Top-level American and British officials are reportedly in talks about the possibility of creating a transatlantic “air bridge” that would allow flights between low-risk areas of the U.S. and the United Kingdom (U.K.) that would eliminate the need for travelers to quarantine.
“There are discussions going on at a very senior level around opening up London and New York. They are at a very early stage but it is vital to get business going with a major trading partner especially as we near Brexit,” an undisclosed source told The Telegraph.
It’s thought that, at least initially, the air bridge would be made available only to residents of London and New York City, as well as surrounding areas, where COVID-19 infection rates are relatively low. The aim would be to boost business and leisure travel in two of the world’s most prominent cities whose economies both rely heavily on tourism, as well as international commerce.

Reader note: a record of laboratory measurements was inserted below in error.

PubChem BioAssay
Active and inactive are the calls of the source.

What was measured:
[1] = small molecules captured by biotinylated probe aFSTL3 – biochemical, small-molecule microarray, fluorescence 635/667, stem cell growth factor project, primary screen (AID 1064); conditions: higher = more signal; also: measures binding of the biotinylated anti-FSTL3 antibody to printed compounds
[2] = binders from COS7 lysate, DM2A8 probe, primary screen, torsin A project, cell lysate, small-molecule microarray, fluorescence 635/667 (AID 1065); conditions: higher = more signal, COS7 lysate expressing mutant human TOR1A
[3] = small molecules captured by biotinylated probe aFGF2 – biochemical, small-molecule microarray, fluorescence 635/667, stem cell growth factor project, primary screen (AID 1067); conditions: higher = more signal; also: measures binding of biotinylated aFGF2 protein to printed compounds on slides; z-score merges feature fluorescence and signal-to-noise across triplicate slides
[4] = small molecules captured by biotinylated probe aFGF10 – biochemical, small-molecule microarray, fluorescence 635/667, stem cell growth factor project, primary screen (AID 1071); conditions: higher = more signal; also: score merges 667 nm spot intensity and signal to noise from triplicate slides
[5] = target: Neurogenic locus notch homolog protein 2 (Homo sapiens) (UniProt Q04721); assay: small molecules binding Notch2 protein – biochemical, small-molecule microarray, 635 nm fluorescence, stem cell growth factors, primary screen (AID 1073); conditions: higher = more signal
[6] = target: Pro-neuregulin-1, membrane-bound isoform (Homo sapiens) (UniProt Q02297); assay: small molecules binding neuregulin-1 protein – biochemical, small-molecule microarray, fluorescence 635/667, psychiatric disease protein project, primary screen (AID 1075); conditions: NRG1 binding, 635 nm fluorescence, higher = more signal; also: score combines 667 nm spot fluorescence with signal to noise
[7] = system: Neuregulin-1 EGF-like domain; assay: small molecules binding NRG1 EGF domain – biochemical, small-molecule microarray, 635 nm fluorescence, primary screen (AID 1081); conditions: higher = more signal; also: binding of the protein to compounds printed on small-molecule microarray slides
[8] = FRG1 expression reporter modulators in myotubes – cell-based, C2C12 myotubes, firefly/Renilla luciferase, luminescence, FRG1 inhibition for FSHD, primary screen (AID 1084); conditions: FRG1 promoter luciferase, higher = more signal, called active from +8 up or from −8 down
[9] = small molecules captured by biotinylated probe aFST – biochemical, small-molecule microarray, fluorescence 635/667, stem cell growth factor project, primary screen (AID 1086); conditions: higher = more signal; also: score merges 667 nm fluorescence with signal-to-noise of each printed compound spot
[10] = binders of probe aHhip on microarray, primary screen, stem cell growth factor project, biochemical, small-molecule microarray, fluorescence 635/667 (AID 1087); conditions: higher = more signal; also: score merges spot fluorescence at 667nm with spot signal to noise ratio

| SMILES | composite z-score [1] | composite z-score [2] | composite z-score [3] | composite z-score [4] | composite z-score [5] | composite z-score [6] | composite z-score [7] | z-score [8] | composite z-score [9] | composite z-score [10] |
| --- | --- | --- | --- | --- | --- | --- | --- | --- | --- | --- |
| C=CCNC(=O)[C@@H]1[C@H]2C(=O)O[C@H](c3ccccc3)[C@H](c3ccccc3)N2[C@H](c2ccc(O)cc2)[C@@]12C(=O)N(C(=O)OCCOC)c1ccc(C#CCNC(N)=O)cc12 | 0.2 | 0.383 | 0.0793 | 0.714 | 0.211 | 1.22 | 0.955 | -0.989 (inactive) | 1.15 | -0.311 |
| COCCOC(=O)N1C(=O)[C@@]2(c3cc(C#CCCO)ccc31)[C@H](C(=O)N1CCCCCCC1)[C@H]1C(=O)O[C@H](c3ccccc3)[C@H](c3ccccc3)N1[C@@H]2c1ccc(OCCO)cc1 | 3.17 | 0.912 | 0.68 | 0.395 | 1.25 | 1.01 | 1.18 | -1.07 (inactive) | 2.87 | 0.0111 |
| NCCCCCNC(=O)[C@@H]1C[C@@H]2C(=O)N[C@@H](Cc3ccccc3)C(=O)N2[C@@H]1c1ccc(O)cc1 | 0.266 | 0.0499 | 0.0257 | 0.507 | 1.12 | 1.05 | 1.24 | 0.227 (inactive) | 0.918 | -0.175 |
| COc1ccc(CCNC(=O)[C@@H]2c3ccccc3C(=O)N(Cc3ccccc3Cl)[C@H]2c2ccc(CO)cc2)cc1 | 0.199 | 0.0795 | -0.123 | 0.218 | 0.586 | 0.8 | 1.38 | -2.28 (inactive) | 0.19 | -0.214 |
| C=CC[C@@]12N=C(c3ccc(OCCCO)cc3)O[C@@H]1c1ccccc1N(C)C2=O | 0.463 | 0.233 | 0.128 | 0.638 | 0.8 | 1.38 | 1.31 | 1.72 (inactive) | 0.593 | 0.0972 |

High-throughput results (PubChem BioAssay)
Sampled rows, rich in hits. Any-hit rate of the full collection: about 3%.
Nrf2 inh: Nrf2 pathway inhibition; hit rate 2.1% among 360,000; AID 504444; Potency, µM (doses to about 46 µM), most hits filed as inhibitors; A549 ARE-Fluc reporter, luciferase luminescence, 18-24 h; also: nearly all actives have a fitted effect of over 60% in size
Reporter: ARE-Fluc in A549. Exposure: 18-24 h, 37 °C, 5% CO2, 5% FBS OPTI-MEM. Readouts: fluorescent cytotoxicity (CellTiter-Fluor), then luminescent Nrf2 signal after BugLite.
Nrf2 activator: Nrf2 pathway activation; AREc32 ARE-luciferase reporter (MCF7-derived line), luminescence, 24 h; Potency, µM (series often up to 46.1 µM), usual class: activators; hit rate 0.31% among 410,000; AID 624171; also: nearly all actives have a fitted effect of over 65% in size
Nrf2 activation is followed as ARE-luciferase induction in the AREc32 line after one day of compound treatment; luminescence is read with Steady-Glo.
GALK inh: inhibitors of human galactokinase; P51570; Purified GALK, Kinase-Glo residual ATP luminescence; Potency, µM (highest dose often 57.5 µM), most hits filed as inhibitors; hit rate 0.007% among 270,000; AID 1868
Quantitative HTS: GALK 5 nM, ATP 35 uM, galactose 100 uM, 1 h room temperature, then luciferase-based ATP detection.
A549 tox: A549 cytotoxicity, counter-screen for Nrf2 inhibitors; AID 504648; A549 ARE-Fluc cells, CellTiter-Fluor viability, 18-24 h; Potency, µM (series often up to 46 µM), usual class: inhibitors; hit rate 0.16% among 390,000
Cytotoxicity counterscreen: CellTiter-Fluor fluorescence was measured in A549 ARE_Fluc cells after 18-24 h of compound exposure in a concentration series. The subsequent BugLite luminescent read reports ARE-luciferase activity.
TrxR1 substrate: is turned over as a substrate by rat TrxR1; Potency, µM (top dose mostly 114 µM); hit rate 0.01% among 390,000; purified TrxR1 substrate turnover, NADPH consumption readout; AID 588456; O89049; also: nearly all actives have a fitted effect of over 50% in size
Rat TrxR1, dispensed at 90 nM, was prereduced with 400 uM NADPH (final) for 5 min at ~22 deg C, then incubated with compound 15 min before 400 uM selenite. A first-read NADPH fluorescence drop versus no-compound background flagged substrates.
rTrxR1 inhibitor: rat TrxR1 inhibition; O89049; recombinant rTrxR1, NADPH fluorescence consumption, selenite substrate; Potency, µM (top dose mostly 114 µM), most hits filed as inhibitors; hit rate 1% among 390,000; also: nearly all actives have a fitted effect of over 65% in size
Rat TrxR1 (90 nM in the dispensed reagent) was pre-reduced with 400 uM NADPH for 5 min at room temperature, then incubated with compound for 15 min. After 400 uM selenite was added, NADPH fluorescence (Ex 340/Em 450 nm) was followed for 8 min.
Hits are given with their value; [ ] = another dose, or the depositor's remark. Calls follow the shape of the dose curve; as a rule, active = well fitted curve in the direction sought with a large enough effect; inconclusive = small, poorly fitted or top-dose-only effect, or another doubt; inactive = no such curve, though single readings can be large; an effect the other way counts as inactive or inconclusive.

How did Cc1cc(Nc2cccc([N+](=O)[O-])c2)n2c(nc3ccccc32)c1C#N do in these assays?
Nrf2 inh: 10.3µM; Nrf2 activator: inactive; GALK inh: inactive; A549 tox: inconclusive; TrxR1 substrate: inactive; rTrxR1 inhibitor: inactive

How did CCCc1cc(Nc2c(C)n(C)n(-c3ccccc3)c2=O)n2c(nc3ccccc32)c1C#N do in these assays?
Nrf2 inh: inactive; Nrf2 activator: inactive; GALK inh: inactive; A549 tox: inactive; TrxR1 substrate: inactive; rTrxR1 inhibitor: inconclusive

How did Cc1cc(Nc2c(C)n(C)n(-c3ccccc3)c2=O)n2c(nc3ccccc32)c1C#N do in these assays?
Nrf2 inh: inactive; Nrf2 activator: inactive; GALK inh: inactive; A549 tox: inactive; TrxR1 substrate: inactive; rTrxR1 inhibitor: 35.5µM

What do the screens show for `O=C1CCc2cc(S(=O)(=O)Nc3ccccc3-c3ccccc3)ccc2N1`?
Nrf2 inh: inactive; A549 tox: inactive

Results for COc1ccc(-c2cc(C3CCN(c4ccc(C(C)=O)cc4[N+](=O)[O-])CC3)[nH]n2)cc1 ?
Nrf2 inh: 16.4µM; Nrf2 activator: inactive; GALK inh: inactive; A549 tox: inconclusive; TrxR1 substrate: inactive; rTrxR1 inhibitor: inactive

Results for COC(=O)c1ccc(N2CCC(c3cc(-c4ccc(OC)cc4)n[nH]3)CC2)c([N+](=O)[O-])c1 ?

Currently, British travelers are still banned from the U.S. under an order issued by the Trump administration back in March. Conversely, U.S. are currently citizens are allowed to enter the United Kingdom, but are required to self-quarantine for 14 days upon arrival or risk facing a $1,245 fine, the Daily Mail reported.
Meanwhile, the World Travel & Tourism Council (WTTC) is also engaging in efforts to safety restore international travel, and encouraging the introduction of air corridors among the world’s top financial centers that can begin repairing the economic devastation brought on by the pandemic.
Even if it does get off the ground, the WTTC’s proposed pilot program for travel between New York and London will require at least two rounds of airport-based COVID-19 testing, which health officials predict could produce as much as an 80-percent success rate in detecting infected travelers.
Of course, the ever-fluctuating rate of new infections in both these cities may delay any such plans from materializing While a few weeks ago, the incidence of new COVID-19 cases in London was 11.3 per 100,000 residents, numbers have since increased to 25 per 100,000 in the greater London area, according to information from The New York Times. NYC’s incidence rate remains much lower, at 3.2 per 100,000 residents.
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